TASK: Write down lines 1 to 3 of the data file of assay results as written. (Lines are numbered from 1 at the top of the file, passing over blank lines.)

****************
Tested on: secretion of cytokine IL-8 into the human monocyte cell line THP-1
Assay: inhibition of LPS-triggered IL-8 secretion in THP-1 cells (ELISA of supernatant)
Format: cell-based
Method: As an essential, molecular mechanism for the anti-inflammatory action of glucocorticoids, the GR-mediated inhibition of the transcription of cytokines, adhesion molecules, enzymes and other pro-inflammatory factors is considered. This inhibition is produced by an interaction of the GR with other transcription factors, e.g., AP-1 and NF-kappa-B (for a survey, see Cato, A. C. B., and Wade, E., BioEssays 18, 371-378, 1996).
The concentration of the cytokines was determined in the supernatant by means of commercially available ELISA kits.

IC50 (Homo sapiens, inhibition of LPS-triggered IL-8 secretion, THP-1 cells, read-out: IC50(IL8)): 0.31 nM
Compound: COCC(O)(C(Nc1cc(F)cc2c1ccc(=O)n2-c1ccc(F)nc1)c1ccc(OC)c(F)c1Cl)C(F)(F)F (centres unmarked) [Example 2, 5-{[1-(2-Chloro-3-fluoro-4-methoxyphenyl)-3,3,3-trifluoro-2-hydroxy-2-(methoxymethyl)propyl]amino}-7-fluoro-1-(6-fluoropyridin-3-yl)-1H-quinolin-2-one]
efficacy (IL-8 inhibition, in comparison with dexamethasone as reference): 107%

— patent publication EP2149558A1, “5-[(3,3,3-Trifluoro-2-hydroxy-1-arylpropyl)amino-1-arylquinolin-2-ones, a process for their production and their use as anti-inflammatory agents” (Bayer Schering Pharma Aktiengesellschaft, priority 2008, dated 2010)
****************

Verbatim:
Tested on: secretion of cytokine IL-8 into the human monocyte cell line THP-1
Assay: inhibition of LPS-triggered IL-8 secretion in THP-1 cells (ELISA of supernatant)
Format: cell-based